No-one saw this coming?” Balderdash!

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The widely believed proposition that this financial crisis was "a tsunami that no-one saw coming", and that could not have been predicted, has been given the lie to by an excellent survey of economic models by Dirk Bezemer, a Professor of Economics at the University of Groningen in the Netherlands.

Bezemer did an extensive survey of research by economists or financial market commentators, looking for papers that met four criteria:

“Only analysts were included who:

  1. provide some account on how they arrived at their conclusions.
  2. went beyond predicting a real estate crisis, also making the link to real-sector recessionary implications, including an analytical account of those links.
  3. the actual prediction must have been made by the analyst and available in the public domain, rather than being asserted by others.
  4. the prediction had to have some timing attached to it.”

On that basis, Bezemer found eleven researchers who qualified:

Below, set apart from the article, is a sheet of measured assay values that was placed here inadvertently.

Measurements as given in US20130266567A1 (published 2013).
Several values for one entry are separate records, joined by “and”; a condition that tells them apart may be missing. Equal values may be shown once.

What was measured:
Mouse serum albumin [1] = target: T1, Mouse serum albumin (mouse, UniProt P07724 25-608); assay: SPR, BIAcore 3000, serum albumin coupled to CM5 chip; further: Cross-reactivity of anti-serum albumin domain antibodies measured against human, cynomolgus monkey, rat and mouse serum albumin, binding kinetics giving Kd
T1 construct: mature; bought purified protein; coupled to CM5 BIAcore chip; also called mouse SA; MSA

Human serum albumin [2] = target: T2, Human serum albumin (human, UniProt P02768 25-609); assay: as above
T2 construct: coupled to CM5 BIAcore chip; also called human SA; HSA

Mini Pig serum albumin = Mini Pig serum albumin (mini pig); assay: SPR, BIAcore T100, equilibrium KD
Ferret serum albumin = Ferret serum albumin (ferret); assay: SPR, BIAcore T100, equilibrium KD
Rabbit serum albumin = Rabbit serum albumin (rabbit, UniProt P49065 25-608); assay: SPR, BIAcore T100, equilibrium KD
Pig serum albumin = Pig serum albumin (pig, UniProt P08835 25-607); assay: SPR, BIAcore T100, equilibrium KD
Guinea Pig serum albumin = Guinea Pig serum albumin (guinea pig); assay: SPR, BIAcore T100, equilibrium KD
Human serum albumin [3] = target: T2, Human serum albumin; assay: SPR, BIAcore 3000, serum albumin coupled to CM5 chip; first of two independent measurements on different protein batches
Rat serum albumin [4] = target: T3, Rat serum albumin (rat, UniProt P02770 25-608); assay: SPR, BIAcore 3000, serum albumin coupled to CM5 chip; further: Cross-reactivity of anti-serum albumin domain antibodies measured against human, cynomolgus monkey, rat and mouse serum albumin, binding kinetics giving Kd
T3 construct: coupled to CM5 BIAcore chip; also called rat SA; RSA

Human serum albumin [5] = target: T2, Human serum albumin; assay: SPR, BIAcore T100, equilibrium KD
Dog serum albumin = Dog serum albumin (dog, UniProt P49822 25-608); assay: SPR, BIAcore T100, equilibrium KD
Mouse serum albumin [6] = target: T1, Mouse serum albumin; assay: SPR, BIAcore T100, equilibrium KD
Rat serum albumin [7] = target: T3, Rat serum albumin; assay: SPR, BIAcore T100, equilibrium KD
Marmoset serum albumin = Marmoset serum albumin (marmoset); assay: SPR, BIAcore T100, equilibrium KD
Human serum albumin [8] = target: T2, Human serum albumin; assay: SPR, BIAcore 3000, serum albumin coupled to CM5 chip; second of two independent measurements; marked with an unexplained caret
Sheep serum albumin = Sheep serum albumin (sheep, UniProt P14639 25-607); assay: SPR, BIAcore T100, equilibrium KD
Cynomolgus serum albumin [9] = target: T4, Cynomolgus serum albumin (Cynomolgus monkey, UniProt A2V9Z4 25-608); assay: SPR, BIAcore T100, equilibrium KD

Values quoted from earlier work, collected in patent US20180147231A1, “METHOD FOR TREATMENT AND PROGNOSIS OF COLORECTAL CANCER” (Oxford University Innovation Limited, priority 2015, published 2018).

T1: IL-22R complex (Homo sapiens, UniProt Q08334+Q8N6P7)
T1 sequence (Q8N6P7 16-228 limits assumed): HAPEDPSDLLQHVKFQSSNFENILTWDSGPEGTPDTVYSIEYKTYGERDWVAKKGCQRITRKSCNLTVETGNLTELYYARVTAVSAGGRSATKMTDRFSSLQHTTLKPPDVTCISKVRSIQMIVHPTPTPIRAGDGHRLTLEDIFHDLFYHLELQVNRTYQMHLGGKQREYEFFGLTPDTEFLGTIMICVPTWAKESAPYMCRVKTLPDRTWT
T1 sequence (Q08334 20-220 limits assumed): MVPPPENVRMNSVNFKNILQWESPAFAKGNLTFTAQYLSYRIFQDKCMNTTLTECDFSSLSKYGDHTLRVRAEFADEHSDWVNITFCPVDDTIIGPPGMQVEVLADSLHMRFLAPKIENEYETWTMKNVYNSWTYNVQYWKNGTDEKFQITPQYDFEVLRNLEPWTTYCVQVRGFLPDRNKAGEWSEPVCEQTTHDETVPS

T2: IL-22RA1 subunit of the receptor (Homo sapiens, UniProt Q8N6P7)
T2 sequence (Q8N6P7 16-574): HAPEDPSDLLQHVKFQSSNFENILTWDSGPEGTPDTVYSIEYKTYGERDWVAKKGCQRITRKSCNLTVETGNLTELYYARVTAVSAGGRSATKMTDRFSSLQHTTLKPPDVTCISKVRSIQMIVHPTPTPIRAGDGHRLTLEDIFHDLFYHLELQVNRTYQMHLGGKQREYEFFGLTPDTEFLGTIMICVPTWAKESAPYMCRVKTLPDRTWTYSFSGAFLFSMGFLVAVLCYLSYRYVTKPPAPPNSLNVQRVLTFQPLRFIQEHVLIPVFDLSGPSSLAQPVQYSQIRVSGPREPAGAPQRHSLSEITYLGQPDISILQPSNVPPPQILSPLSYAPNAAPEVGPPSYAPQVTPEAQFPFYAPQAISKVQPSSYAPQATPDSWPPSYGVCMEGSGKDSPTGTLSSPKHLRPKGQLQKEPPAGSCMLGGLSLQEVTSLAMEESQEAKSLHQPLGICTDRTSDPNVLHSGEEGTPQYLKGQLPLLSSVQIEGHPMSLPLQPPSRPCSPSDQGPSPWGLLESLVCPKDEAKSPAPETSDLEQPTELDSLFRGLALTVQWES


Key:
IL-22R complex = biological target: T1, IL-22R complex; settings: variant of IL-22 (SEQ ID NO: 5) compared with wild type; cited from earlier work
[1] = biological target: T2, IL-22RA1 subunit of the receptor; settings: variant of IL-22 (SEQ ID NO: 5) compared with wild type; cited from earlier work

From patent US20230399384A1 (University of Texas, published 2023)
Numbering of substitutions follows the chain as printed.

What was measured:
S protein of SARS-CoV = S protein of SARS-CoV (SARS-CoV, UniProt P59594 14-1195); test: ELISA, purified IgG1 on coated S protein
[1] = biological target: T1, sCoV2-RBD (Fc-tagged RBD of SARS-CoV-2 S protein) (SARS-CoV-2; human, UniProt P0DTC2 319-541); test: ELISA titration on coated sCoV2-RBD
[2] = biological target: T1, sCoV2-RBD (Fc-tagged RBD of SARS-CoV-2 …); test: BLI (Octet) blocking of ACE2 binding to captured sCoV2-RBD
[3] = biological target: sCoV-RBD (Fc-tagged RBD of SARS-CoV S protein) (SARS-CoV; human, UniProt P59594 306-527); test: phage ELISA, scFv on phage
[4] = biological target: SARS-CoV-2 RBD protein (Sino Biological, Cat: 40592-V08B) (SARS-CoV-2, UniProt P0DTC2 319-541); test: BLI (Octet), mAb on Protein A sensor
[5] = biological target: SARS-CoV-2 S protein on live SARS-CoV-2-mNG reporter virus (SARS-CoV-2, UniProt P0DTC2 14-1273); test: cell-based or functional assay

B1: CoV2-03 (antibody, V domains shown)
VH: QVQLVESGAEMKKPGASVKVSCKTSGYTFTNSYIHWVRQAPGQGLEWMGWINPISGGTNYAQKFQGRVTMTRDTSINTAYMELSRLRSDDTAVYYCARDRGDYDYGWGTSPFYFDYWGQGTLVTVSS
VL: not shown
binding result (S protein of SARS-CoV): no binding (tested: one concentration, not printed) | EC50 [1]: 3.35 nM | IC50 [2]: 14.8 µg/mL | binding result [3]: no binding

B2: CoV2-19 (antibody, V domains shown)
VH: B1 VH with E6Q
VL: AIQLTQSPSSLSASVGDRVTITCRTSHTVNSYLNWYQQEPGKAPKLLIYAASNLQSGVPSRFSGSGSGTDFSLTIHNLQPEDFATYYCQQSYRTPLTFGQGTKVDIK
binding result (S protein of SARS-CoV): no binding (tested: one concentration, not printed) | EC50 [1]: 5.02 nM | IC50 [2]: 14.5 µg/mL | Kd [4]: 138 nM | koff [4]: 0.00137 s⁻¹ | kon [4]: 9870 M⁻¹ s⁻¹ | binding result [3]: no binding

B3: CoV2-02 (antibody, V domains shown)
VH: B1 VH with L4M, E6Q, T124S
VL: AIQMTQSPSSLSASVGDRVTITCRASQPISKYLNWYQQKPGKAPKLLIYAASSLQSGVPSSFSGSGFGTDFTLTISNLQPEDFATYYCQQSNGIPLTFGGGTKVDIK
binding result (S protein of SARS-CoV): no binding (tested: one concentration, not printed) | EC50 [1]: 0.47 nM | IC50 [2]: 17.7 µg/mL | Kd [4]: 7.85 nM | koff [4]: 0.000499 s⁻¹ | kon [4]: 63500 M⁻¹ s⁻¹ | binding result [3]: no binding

Researcher Role Forecast Date
Dean Baker, US Co-director, Center for Economic and Policy Research 2006
Wynne Godley, US Distinguished Scholar, Levy Economics Institute of Bard College 2007
Fred Harrison, UK Economic Commentator 2005
Michael Hudson, US Professor, University of Missouri 2006
Eric Janszen, US Investor & iTulip commentator 2007
Stephen Keen, Australia Associate Professor, University of Western Sydney 2006
Jakob Brøchner Madsen & Jens Kjaer Sørensen, Denmark Professor and Graduate Student, Copenhagen University 2006
Kurt Richebächer, US Private consultant and investment newsletter writer 2006
Nouriel Roubini, US Professor, New York University 2006
Peter Schiff, US Stock Broker, investment adviser and commentator 2007
Robert Shiller, US Professor, Yale University 2006

Having identified eleven researchers who did “see it coming”, Bezemer then looked for the common elements in the way that these researchers analysed the economy. He argued that if there were common elements—and if these differed from the approach taken by the overwhelming majority of economists, who didn’t have a clue that a crisis was approaching—then the only useful economic models would be ones that included these common elements.

He identified four common elements:

  1. “a concern with financial assets as distinct from real-sector assets,
  2. with the credit flows that finance both forms of wealth,